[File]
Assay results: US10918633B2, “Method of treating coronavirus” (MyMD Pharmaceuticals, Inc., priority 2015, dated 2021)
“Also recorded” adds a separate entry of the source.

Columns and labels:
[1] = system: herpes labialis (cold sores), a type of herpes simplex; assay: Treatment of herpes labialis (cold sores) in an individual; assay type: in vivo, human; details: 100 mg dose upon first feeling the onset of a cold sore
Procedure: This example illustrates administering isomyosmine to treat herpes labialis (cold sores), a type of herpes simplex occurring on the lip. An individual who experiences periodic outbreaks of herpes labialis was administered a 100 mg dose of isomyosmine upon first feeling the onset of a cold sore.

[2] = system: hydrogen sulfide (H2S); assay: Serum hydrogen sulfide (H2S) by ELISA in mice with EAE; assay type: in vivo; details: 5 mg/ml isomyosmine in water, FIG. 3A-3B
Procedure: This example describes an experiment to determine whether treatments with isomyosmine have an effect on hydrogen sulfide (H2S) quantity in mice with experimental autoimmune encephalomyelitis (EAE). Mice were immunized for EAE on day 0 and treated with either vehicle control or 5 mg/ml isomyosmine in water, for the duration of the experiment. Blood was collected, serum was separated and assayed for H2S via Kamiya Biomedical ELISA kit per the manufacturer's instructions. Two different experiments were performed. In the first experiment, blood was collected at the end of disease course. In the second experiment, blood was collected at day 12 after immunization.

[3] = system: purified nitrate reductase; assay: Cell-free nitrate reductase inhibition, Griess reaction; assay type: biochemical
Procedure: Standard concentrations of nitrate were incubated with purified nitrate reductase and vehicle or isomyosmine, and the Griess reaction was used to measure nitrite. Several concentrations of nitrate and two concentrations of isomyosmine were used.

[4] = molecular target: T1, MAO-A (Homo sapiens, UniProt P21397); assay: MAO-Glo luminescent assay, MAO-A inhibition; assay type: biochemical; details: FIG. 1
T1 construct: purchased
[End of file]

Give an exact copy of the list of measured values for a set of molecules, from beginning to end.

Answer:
Assay results: US10918633B2, “Method of treating coronavirus” (MyMD Pharmaceuticals, Inc., priority 2015, dated 2021)
“Also recorded” adds a separate entry of the source.

Columns and labels:
[1] = system: herpes labialis (cold sores), a type of herpes simplex; assay: Treatment of herpes labialis (cold sores) in an individual; assay type: in vivo, human; details: 100 mg dose upon first feeling the onset of a cold sore
Procedure: This example illustrates administering isomyosmine to treat herpes labialis (cold sores), a type of herpes simplex occurring on the lip. An individual who experiences periodic outbreaks of herpes labialis was administered a 100 mg dose of isomyosmine upon first feeling the onset of a cold sore.

[2] = system: hydrogen sulfide (H2S); assay: Serum hydrogen sulfide (H2S) by ELISA in mice with EAE; assay type: in vivo; details: 5 mg/ml isomyosmine in water, FIG. 3A-3B
Procedure: This example describes an experiment to determine whether treatments with isomyosmine have an effect on hydrogen sulfide (H2S) quantity in mice with experimental autoimmune encephalomyelitis (EAE). Mice were immunized for EAE on day 0 and treated with either vehicle control or 5 mg/ml isomyosmine in water, for the duration of the experiment. Blood was collected, serum was separated and assayed for H2S via Kamiya Biomedical ELISA kit per the manufacturer's instructions. Two different experiments were performed. In the first experiment, blood was collected at the end of disease course. In the second experiment, blood was collected at day 12 after immunization.

[3] = system: purified nitrate reductase; assay: Cell-free nitrate reductase inhibition, Griess reaction; assay type: biochemical
Procedure: Standard concentrations of nitrate were incubated with purified nitrate reductase and vehicle or isomyosmine, and the Griess reaction was used to measure nitrite. Several concentrations of nitrate and two concentrations of isomyosmine were used.

[4] = molecular target: T1, MAO-A (Homo sapiens, UniProt P21397); assay: MAO-Glo luminescent assay, MAO-A inhibition; assay type: biochemical; details: FIG. 1
T1 construct: purchased